The heraldic mullet, not to be confused with the fish of that name, is shown as a regular, five pointed star. This was originally, not an astronomical object, but represented the spur on a horseman’s boot, especially when peirced, with a small circular hole in the centre it represents a type of spur known as a “rowel” 16Boutell’s Heraldry, J.P. Brooke-Little, Warne, (revised Edition) London 1970, P 97. A clear example can be found in the arms of Harpendene, argent, a mullet pierced gules. The ancient writer Guillim associated such spurs in gold as belonging to the Knight, and the silver to their esquires 17A Display of Heraldry, J. Guillim, Blome, London, 1679, P107. In later years, Wade linked this five pointed star with the true celestial object, the estoile and termed it a “falling star”, symbolising a “divine quality bestowed from above” 18The Symbolisms of Heraldry, W. Cecil Wade, George Redway, London, 1898 P105.

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References   [ + ]

1. A Complete Guide to Heraldry, A.C. Fox-Davies, Bonanza (re-print of 1909 Edition), New York, 1978, P69
2. The Symbolisms of Heraldry, W. Cecil Wade, George Redway, London, 1898 P39
3. Boutell’s Heraldry, J.P. Brooke-Little, Warne, (revised Edition) London 1970, P 28
4. The Symbolisms of Heraldry, W. Cecil Wade, George Redway, London, 1898 P36
5. Understanding Signs & Symbols – Heraldry, S. Oliver & G. Croton, Quantum, London, 2013, P52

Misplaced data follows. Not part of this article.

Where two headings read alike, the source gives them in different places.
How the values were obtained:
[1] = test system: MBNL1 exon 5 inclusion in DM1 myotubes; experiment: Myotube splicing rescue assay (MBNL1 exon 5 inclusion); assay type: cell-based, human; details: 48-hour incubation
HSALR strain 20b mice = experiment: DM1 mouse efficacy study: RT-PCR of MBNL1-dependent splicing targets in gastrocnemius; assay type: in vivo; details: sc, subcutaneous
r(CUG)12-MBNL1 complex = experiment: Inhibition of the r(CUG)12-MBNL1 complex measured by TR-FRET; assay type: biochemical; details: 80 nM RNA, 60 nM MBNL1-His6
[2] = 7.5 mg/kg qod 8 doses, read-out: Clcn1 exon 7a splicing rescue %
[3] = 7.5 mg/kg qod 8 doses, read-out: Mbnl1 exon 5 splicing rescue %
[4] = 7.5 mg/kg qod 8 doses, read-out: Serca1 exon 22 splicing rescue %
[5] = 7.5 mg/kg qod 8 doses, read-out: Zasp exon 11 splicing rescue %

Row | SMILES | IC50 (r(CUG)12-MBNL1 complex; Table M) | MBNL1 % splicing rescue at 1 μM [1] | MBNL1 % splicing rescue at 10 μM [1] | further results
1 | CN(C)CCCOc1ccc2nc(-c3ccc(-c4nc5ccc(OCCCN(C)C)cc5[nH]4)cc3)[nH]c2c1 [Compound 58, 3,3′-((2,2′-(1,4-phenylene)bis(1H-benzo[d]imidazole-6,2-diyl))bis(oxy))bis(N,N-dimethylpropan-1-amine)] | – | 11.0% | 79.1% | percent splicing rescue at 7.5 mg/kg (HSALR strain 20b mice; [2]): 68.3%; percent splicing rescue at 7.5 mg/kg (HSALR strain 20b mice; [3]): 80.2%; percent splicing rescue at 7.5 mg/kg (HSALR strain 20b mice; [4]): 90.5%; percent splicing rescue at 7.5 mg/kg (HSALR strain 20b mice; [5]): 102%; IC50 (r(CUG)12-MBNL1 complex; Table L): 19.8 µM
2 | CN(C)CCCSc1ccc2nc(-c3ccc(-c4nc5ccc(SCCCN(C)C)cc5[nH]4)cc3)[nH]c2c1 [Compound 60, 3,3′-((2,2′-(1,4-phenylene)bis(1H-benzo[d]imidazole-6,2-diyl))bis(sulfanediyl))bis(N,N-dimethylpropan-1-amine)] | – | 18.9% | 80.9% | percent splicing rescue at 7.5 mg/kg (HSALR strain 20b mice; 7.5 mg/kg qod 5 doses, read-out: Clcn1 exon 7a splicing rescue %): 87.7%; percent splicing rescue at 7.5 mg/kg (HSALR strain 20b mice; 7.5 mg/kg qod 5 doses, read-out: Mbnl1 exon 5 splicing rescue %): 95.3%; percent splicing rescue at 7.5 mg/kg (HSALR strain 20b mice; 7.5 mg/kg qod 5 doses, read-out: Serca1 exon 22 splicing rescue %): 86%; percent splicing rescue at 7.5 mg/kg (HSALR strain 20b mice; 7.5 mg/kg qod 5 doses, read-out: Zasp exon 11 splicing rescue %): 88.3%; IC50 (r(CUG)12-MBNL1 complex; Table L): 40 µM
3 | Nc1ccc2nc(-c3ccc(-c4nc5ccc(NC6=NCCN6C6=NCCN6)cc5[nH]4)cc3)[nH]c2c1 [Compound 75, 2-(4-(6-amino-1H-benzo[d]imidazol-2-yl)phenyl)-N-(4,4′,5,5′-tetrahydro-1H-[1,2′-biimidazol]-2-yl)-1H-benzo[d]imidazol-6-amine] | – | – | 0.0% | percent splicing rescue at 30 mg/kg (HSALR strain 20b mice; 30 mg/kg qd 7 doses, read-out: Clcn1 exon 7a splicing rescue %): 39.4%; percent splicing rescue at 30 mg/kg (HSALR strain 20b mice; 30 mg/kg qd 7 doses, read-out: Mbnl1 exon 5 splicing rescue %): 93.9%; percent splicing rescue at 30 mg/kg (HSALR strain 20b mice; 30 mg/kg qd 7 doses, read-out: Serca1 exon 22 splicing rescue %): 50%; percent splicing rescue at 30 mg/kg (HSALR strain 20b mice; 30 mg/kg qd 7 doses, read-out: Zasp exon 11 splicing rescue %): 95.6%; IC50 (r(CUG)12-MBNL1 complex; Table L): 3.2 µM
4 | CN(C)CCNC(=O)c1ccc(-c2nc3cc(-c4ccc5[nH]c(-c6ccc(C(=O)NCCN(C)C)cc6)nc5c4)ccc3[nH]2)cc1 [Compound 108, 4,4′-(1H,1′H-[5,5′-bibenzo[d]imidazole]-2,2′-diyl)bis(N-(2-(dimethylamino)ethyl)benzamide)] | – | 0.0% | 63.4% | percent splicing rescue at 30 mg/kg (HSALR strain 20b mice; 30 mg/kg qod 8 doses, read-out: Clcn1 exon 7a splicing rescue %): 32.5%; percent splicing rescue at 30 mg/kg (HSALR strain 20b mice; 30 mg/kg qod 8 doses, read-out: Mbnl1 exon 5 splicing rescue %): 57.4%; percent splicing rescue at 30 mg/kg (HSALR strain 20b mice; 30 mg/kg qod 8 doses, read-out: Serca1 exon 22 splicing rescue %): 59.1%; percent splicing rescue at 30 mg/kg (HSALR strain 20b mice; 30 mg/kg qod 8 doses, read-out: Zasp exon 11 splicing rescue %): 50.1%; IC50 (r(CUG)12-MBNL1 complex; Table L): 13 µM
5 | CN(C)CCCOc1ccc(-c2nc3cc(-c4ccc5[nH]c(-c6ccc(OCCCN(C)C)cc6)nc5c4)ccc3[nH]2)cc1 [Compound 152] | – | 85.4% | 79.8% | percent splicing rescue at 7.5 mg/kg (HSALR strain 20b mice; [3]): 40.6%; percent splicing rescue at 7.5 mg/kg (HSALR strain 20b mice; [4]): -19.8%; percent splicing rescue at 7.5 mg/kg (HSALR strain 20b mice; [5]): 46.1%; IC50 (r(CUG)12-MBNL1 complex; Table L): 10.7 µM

6. A Glossary of Terms used in British Heraldry, J.H. Parker, Oxford, 1847, P154
7. Boutell’s Heraldry, J.P. Brooke-Little, Warne, (revised Edition) London 1970, P 27
8. A Complete Guide to Heraldry, A.C. Fox-Davies, Bonanza (re-print of 1909 Edition), New York, 1978, P85
9. Understanding Signs & Symbols – Heraldry, S. Oliver & G. Croton, Quantum, London, 2013, P53
10. Understanding Signs & Symbols – Heraldry, S. Oliver & G. Croton, Quantum, London, 2013, P184
11. The Symbolisms of Heraldry, W. Cecil Wade, George Redway, London, 1898 P138
12. A Complete Guide to Heraldry, A.C. Fox-Davies, Bonanza (re-print of 1909 Edition), New York, 1978, P350
13. A Glossary of Terms used in British Heraldry, J.H. Parker, Oxford, 1894, Entry:Crown
14. Boutell’s Heraldry, J.P. Brooke-Little, Warne, (revised Edition) London 1970, P 187
15. Boutell’s Heraldry, J.P. Brooke-Little, Warne, (revised Edition) London 1970, P 40
16. Boutell’s Heraldry, J.P. Brooke-Little, Warne, (revised Edition) London 1970, P 97
17. A Display of Heraldry, J. Guillim, Blome, London, 1679, P107
18. The Symbolisms of Heraldry, W. Cecil Wade, George Redway, London, 1898 P105